Is the NEA pushing Obama’s agenda?
In a must-read article on Big Hollywood, Patrick Courrielche relates his musing related to conference call on August 10th hosted by the National Endowment for the Arts, the White House Office of Public Engagement, and United We Serve. The call was aimed at “a group of artists, producers, promoters, organizers, influencers, marketers, taste-makers, leaders or just plain cool people to join together and work together to promote a more civically engaged America and celebrate how the arts can be used for a positive change!”
During the call, the artists were thanked for their enthusiasm for the Obama campaign, reminded that they have the power to “shape the lives” of the people around them, and urged to create art and art initiatives that bring awareness to “core areas of the recovery agenda – health care, energy and environment, safety and security, education, community renewal.”
Even more key is this passage:
Discussed throughout the conference call was a hope that this group would be one that would carry on past the United We Serve campaign to support the President’s initiatives and those issues for which the group was passionate. The making of a machine appeared to be in its infancy, initiated by the NEA, to corral artists to address specific issues. This function was not the original intention for creating the National Endowment for the Arts.
A machine that the NEA helped to create could potentially be wielded by the state to push policy. Through providing guidelines to the art community on what topics to discuss and providing them a step-by-step instruction to apply their art form to these issues, the “nation’s largest annual funder of the arts” is attempting to direct imagery, songs, films, and literature that could create the illusion of a national consensus. This is what Noam Chomsky calls “manufacturing consent.”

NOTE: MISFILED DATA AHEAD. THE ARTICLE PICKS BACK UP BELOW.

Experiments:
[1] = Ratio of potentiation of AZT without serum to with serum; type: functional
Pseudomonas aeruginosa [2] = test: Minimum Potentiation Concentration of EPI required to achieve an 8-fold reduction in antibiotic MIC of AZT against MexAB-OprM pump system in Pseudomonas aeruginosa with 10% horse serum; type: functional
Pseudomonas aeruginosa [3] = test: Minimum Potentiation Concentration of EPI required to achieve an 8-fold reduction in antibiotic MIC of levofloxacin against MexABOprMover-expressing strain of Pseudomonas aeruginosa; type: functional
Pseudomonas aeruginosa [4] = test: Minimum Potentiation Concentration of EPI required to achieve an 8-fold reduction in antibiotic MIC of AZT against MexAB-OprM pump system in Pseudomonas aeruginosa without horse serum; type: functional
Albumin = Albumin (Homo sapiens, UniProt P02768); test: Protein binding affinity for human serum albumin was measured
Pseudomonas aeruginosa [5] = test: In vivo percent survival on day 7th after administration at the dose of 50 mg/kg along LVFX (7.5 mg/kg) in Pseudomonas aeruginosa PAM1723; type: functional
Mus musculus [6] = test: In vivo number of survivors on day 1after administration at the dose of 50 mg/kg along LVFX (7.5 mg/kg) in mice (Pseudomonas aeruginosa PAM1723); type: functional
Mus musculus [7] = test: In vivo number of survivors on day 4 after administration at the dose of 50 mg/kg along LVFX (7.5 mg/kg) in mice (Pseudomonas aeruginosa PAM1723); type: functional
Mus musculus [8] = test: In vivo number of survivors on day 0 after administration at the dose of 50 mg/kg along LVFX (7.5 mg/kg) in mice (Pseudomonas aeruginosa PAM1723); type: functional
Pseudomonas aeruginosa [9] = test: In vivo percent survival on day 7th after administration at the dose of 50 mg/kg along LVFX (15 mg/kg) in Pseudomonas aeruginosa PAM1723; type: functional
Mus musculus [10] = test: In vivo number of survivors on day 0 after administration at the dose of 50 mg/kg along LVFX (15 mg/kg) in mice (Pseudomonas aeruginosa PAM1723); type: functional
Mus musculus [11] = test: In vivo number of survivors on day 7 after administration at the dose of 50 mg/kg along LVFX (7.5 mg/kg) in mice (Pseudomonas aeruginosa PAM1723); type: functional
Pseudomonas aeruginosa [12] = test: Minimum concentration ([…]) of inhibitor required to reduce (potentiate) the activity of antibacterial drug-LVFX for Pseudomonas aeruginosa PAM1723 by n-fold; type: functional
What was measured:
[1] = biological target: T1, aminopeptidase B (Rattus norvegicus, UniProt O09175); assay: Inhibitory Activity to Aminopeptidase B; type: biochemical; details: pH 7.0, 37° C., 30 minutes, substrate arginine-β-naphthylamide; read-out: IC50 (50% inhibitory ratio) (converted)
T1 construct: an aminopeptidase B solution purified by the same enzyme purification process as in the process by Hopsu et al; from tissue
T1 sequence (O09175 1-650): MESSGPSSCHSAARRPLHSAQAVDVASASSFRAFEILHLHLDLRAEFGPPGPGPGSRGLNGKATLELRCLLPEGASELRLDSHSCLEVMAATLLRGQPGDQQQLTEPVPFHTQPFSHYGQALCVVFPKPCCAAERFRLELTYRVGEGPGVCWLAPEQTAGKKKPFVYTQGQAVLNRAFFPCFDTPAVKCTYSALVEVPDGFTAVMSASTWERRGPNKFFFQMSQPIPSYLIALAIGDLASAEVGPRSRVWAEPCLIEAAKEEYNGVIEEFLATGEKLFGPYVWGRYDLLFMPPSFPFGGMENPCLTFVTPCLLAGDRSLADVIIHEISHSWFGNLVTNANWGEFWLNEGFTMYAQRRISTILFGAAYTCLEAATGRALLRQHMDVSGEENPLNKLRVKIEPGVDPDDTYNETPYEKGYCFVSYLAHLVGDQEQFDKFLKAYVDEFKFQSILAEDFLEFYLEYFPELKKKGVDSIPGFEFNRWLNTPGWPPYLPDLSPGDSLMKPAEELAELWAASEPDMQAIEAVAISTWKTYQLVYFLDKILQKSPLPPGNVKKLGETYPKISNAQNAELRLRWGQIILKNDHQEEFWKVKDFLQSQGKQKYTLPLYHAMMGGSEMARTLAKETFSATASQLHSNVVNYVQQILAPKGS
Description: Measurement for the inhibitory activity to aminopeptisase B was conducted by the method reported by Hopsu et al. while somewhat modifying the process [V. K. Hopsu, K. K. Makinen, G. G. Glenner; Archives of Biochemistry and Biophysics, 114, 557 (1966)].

I’m with Mr. Courrielchein his recognition of a huge conflict of interest when an taxpayer-funded arts organization joins up with the government that funds it to collaborate on an agenda. Moreover, he’s right to recognize the potential danger of the White House using the NEA to direct art campaigns as a kind of propaganda to sway the masses. If you need further proof, Courrielche provides it with this quote from the call:
This is just the beginning. This is the first telephone call of a brand new conversation. We are just now learning how to really bring this community together to speak with the government. What that looks like legally?…bare with us as we learn the language so that we can speak to each other safely…
Political activism and collaboration with the government in disseminating a message doesn’t fit the mandate of a taxpayer-funded arts organization, and to see such a movement in its infancy is disturbing. It goes beyond a conflict of interest and becomes an dangerous game of propaganda, paid for by your tax dollars.
Cross-posted at Wellsy’s World.